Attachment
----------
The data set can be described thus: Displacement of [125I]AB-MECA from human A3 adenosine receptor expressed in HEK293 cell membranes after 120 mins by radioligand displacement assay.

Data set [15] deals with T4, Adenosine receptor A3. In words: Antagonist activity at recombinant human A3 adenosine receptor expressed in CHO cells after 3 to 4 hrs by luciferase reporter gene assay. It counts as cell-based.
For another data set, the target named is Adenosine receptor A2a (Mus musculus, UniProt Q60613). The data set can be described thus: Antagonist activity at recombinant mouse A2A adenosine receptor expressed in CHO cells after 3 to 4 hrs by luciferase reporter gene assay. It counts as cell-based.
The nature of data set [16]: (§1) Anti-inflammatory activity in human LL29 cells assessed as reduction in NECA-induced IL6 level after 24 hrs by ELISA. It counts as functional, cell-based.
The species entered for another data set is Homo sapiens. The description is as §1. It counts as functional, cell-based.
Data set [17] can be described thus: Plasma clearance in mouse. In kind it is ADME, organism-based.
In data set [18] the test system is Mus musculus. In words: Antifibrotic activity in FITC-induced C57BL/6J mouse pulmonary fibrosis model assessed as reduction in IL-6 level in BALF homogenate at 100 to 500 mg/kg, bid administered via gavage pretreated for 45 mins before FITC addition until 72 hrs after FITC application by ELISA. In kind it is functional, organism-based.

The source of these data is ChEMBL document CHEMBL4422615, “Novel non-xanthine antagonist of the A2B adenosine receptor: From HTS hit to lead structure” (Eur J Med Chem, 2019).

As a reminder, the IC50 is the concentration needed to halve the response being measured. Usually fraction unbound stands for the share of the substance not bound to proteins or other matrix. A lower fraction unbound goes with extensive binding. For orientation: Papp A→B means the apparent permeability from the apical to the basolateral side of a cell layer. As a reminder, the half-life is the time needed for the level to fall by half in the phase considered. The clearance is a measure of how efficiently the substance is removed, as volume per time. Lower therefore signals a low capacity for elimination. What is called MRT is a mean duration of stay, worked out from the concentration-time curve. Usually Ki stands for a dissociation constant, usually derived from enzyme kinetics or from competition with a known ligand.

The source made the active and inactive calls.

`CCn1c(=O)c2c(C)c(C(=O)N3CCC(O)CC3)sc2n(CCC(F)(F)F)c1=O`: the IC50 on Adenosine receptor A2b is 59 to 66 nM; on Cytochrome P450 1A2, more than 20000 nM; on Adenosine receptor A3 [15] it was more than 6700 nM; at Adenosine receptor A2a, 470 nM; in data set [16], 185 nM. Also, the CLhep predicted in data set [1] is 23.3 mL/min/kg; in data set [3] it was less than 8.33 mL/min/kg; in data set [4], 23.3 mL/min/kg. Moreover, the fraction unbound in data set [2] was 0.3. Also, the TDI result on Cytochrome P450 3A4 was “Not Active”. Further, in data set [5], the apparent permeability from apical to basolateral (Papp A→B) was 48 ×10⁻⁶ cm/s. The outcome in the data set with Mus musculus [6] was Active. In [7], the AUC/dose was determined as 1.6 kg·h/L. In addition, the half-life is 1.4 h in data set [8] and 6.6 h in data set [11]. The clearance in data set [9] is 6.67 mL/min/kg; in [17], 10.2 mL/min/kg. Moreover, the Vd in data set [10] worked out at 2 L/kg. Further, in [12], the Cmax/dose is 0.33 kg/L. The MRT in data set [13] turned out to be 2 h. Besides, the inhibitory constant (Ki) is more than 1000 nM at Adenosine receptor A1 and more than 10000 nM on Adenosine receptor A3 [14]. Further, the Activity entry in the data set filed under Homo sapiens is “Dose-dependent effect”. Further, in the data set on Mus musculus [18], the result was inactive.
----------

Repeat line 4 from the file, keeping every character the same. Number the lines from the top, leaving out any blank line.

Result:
The nature of data set [16]: (§1) Anti-inflammatory activity in human LL29 cells assessed as reduction in NECA-induced IL6 level after 24 hrs by ELISA. It counts as functional, cell-based.